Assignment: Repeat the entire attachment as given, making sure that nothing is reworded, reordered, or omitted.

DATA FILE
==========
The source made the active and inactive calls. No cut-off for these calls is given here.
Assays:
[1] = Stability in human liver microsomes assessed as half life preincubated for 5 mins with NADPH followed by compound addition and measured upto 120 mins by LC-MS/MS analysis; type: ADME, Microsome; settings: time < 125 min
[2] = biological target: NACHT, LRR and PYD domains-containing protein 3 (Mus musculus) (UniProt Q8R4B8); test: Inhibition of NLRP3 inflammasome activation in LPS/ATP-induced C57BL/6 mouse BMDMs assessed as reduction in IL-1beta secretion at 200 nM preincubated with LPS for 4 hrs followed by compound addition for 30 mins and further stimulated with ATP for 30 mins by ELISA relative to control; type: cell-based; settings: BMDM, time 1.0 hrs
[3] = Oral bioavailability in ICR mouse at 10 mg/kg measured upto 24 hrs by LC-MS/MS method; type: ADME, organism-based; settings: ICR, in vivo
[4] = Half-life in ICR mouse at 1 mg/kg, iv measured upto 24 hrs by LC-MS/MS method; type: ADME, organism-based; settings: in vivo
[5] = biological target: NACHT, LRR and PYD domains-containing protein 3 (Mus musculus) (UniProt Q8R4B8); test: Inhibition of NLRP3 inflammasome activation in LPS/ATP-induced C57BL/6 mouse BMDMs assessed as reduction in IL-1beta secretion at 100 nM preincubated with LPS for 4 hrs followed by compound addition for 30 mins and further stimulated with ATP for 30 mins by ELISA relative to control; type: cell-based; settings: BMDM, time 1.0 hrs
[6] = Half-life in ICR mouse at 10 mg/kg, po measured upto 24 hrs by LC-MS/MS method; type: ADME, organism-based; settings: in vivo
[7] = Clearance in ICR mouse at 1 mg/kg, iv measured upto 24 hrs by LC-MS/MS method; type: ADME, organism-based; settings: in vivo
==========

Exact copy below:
The source made the active and inactive calls. No cut-off for these calls is given here.
Assays:
[1] = Stability in human liver microsomes assessed as half life preincubated for 5 mins with NADPH followed by compound addition and measured upto 120 mins by LC-MS/MS analysis; type: ADME, Microsome; settings: time < 125 min
[2] = biological target: NACHT, LRR and PYD domains-containing protein 3 (Mus musculus) (UniProt Q8R4B8); test: Inhibition of NLRP3 inflammasome activation in LPS/ATP-induced C57BL/6 mouse BMDMs assessed as reduction in IL-1beta secretion at 200 nM preincubated with LPS for 4 hrs followed by compound addition for 30 mins and further stimulated with ATP for 30 mins by ELISA relative to control; type: cell-based; settings: BMDM, time 1.0 hrs
[3] = Oral bioavailability in ICR mouse at 10 mg/kg measured upto 24 hrs by LC-MS/MS method; type: ADME, organism-based; settings: ICR, in vivo
[4] = Half-life in ICR mouse at 1 mg/kg, iv measured upto 24 hrs by LC-MS/MS method; type: ADME, organism-based; settings: in vivo
[5] = biological target: NACHT, LRR and PYD domains-containing protein 3 (Mus musculus) (UniProt Q8R4B8); test: Inhibition of NLRP3 inflammasome activation in LPS/ATP-induced C57BL/6 mouse BMDMs assessed as reduction in IL-1beta secretion at 100 nM preincubated with LPS for 4 hrs followed by compound addition for 30 mins and further stimulated with ATP for 30 mins by ELISA relative to control; type: cell-based; settings: BMDM, time 1.0 hrs
[6] = Half-life in ICR mouse at 10 mg/kg, po measured upto 24 hrs by LC-MS/MS method; type: ADME, organism-based; settings: in vivo
[7] = Clearance in ICR mouse at 1 mg/kg, iv measured upto 24 hrs by LC-MS/MS method; type: ADME, organism-based; settings: in vivo